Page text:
Polanski breaks his extradition silence
Fugitive film-maker Roman Polanski has broken his silence about extradition demands by the US over a 33-year-old under-age sex case.
Polanski (76) said America's main purpose was to serve him "on a platter to the media".
The Oscar-winning director, who is under house arrest in his Swiss alpine chalet, laid out his case against extradition in an online magazine run by one of his staunchest supporters, French philosopher Bernard-Henri Levy.
"I have had my share of dramas and joys as we all have, and I am not going to try to ask you to pity my lot in life," he wrote. "I ask only to be treated fairly like anyone else."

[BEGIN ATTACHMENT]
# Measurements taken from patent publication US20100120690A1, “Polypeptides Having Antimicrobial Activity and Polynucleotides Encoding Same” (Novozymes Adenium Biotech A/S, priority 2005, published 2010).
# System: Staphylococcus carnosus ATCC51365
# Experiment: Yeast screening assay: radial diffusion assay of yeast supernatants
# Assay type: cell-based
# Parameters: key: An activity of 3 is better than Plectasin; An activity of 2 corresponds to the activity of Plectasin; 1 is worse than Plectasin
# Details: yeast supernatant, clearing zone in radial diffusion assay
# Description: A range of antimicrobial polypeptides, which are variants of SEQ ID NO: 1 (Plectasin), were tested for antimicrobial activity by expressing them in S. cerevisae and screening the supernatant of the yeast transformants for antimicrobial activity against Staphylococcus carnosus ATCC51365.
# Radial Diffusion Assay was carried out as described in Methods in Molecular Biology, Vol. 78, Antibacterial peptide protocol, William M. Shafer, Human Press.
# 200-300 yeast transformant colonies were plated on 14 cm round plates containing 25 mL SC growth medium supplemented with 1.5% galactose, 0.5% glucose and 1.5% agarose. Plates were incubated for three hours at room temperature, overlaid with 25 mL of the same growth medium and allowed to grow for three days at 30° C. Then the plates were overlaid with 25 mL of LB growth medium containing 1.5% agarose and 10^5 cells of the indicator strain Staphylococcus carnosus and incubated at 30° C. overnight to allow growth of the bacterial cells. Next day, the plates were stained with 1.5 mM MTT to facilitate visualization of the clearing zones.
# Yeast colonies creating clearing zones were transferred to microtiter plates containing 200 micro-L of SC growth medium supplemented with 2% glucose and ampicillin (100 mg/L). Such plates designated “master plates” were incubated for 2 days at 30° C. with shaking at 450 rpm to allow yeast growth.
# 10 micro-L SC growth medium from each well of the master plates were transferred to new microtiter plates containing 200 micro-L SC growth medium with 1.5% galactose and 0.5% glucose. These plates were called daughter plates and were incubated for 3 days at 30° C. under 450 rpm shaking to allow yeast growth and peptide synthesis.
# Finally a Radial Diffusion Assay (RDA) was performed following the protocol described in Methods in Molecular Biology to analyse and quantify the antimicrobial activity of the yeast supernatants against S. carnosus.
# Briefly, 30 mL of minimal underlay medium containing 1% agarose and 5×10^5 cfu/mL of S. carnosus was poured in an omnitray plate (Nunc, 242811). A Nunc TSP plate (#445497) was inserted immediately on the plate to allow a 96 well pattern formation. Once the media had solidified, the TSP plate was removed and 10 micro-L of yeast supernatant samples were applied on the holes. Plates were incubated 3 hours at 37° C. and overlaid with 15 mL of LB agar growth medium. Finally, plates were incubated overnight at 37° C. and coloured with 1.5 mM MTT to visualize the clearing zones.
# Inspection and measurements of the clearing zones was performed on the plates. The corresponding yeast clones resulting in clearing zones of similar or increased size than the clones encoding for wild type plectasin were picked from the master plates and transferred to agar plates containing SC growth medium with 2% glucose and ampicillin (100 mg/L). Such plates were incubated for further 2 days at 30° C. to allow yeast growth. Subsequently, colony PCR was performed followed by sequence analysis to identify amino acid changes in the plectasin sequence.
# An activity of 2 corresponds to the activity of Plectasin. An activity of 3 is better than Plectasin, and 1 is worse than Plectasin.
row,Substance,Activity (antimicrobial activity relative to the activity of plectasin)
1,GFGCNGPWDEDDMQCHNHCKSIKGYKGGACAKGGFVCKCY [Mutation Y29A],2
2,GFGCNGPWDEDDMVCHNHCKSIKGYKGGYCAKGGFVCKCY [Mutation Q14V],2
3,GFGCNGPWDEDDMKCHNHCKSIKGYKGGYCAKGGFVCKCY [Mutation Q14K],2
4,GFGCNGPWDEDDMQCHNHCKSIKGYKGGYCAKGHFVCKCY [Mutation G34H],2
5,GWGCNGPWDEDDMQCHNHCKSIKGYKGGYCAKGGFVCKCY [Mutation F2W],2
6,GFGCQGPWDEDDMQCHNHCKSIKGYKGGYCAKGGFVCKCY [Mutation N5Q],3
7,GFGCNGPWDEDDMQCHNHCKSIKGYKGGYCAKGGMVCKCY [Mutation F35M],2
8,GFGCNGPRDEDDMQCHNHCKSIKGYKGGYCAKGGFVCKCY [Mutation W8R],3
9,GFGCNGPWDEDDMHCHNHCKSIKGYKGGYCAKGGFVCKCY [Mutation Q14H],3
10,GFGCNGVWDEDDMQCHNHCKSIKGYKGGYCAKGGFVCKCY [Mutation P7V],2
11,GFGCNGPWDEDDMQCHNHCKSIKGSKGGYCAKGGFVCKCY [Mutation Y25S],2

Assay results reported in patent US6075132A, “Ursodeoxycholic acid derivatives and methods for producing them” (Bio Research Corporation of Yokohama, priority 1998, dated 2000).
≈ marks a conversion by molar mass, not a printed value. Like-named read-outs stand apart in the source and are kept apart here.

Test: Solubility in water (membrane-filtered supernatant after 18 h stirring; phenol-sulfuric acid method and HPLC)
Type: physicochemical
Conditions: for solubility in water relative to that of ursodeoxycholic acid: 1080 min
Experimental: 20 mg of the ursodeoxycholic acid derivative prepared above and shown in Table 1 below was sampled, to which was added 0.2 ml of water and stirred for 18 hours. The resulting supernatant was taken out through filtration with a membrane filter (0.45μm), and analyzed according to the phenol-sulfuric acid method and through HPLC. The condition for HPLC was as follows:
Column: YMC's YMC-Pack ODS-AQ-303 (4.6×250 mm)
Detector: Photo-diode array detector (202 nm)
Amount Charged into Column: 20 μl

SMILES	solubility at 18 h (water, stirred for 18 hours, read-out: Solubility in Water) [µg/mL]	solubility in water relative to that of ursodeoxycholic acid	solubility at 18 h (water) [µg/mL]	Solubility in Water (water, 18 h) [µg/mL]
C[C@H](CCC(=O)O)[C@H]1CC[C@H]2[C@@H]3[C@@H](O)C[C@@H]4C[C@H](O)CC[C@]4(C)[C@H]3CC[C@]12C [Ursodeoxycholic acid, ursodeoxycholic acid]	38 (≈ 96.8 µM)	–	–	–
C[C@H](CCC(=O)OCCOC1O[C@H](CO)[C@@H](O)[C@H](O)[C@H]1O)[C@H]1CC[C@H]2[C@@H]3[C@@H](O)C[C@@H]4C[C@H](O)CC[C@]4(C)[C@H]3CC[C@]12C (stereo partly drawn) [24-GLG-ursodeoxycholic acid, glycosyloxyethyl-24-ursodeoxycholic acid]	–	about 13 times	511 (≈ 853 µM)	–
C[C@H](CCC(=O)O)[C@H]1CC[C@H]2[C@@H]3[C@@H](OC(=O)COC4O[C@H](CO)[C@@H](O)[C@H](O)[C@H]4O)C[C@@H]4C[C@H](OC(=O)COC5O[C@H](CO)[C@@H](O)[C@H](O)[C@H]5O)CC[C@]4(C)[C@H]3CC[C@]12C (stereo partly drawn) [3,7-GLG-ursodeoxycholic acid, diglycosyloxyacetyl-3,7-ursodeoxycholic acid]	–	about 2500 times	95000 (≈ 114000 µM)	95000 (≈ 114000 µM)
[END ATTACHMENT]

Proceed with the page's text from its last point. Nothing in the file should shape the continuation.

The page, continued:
Polanski suggests the case against him is unjust and riddled with problems. Each argument begins with the phrase: "I can remain silent no longer."
One of Polanski's complaints is that Los Angeles County district attorney Steve Cooley, "who is handling this case and has requested [the] extradition, is himself campaigning for election and needs media publicity!"
Mr Cooley is running for the California attorney general post.
District attorney's spokeswoman Sandi Gibbons said the office "will withhold comment until the Swiss make a decision on his fugitive status".
Swiss authorities are trying to decide whether to extradite Polanski to Los Angeles for having sex in 1977 with a 13-year-old girl.